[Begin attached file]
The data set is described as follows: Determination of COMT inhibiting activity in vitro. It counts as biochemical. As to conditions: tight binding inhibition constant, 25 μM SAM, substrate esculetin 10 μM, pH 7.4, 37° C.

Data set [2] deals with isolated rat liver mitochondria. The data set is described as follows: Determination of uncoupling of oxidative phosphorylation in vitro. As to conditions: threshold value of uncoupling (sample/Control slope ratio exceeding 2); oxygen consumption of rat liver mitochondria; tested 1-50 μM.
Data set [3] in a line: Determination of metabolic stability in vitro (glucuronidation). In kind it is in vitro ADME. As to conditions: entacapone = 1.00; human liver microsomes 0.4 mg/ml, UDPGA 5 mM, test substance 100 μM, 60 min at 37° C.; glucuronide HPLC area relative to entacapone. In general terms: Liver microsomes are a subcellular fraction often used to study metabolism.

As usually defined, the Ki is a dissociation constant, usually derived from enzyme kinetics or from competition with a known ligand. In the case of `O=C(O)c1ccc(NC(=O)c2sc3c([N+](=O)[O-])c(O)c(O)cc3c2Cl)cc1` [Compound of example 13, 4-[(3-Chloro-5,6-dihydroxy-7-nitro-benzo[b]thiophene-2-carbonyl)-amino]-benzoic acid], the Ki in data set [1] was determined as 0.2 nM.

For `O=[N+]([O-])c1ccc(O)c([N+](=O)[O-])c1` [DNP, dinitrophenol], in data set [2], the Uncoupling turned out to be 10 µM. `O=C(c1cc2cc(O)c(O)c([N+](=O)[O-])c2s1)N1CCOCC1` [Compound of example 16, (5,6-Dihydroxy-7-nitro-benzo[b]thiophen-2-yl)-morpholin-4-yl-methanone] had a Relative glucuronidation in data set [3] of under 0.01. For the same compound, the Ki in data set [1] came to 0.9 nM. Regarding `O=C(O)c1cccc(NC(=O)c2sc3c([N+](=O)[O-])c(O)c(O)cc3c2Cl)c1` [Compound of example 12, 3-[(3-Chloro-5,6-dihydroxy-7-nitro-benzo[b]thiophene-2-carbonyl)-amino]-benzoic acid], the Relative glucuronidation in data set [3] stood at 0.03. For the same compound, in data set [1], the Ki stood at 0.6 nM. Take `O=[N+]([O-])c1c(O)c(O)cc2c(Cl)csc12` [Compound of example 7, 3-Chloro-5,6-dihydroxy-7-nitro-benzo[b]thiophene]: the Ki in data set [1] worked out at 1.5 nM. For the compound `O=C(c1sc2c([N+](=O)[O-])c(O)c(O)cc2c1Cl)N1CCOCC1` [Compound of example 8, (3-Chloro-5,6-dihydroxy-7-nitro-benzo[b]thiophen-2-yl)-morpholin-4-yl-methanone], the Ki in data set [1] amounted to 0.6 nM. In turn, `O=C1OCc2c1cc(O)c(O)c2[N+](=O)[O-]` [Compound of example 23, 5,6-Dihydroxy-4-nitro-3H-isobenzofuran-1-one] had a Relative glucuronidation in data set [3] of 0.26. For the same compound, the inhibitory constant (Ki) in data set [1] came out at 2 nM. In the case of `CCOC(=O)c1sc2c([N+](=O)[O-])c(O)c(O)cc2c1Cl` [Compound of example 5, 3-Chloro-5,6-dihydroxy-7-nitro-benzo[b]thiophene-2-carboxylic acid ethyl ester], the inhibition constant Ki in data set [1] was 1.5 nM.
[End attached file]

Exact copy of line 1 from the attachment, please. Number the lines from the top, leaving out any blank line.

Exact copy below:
The data set is described as follows: Determination of COMT inhibiting activity in vitro. It counts as biochemical. As to conditions: tight binding inhibition constant, 25 μM SAM, substrate esculetin 10 μM, pH 7.4, 37° C.